# Strategies to contain the COVID-19 pandemic

A statement by the presidents of the non-university research organizations based on mathematical analyses of the data situation

April 29, 2020

In view of the great public importance of an objective evidence base regarding the occurrence of infections, our research organizations (Fraunhofer-Gesellschaft, Helmholtz Association, Leibniz Association, Max Planck Society) have decided to jointly state their position on the data situation.

Scientists from the organizations involved in the mathematical analysis of the spread of COVID-19 diseases and the prediction of its further development have compiled their results, written a joint analysis of the situation, and presented possible coping strategies from the perspective of modelling. More detailed information can be found in the joint statement of the scientists (see downloads in the right column). The most important statements are briefly summarized below:

• Different and independent models of different groups on the spread of SARS-CoV-2 produce consistent results. Since the end of March, the reproduction rate R has been slightly below 1.
• The clear decrease in new infections N that we are currently observing is the combined effect of all measures introduced in March and the changed behavior of the population.
• The situation is not stable and even a small increase in the reproduction rate would take us back to a phase of exponential growth. Therefore, until a vaccine becomes available, the reproduction rate must be kept below 1. The new R value close to 1 reported by the RKI on April 28th, 2020 makes it clear that further consistent contact restrictions are necessary during this phase.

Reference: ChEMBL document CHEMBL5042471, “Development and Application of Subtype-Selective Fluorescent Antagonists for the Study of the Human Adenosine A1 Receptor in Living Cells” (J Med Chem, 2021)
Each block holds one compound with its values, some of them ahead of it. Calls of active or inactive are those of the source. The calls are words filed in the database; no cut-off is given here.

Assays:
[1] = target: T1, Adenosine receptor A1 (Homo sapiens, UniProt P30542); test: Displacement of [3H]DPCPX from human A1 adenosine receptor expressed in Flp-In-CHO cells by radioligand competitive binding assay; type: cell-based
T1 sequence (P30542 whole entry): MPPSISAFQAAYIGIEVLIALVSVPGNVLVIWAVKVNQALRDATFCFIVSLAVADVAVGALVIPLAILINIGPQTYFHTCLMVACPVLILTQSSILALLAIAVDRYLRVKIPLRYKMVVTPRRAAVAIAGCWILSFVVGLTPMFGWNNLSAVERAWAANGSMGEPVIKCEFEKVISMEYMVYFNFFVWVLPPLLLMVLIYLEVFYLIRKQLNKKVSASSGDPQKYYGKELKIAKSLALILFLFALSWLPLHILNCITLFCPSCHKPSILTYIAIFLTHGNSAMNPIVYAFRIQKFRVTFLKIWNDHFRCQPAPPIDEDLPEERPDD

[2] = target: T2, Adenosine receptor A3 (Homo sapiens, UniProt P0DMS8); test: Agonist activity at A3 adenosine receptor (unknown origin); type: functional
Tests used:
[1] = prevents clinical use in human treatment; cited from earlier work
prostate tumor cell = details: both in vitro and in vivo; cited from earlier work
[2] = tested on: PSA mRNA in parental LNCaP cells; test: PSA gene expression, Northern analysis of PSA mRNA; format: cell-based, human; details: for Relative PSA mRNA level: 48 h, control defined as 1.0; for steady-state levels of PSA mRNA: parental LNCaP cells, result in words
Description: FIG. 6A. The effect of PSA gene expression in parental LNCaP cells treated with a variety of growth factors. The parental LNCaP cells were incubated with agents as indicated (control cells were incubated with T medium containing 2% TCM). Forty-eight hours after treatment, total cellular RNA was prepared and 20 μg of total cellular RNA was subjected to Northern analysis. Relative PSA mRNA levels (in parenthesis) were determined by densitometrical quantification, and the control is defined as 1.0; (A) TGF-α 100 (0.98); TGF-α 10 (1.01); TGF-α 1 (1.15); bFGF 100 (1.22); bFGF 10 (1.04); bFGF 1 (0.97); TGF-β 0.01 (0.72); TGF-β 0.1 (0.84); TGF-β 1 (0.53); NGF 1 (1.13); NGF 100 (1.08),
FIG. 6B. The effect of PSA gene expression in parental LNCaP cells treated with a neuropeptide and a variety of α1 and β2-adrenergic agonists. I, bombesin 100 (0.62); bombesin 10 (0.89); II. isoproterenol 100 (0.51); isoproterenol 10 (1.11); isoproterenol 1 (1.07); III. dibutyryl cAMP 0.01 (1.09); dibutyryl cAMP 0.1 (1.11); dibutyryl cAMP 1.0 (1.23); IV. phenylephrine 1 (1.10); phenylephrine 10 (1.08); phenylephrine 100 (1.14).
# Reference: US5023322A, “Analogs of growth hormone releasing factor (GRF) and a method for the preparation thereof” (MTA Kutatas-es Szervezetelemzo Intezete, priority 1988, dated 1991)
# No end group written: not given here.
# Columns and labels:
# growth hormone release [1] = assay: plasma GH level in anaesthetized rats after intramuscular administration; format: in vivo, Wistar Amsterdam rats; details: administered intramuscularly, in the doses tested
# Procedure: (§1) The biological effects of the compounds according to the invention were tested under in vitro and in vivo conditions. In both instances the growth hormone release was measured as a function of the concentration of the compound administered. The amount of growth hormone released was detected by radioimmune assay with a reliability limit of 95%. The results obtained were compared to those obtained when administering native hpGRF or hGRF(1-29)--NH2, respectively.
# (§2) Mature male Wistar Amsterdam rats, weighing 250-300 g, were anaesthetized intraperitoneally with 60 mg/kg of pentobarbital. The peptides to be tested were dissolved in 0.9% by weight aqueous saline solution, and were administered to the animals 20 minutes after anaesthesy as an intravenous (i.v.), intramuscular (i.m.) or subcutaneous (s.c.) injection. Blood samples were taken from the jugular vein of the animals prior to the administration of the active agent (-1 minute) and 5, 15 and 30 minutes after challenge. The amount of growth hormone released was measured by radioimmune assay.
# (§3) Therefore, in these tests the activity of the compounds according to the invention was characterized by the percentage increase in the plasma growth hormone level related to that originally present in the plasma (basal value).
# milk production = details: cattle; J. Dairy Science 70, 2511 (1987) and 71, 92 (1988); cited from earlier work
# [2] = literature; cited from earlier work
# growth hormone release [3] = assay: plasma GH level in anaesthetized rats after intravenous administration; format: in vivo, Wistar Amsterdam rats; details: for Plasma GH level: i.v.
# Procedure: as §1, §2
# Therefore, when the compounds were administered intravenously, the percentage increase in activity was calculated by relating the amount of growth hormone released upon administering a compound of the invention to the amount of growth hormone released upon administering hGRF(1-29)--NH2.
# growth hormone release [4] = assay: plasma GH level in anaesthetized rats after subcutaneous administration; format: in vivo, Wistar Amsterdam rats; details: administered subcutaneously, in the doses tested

• The value of R in response to a modified measure can only be estimated with a delay of two to three weeks.
• According to the data available so far, achieving "herd immunity" would require a period of several years, if the health care system is not to be overburdened. With such a strategy, restrictive measures would have to be maintained over the entire period.

From the point of view of modeling, the following two-phase strategy would appear to be reasonable: In the first phase, new infections are further reduced until effective contact tracing is possible. In the second phase, this is followed by an adaptive strategy based on low numbers of new infections.

The following measures would be necessary to achieve this:

• Establishment or continuation of hygiene measures
• Expansion of testing and tracing capacities
• Adaptive control of accompanying contact restriction measures

When making political decisions on how to proceed, other factors must of course be taken into account, such as psychological and other health burdens on the population, economic development, and international networks, to name but a few. However, the interrelationships outlined above and described in more detail in the researchers' detailed opinion apply independently of such factors, so that all decisions must be taken against this background. New circumstances, such as the availability of a drug or a vaccine, more efficient contact tracing using an app, area-wide testing, specific antibody tests, or other factors would allow contact-restrictive measures to be adjusted in an adaptive scenario.

The respective research institutions and experts from the participating organizations dedicated themselves early on to studying the coronavirus from various professional perspectives. The authors of this statement in particular will of course continue to work on modelling and the relevant data basis in order to improve prediction of the disease’s spread and support the development of measures to combat the pandemic.

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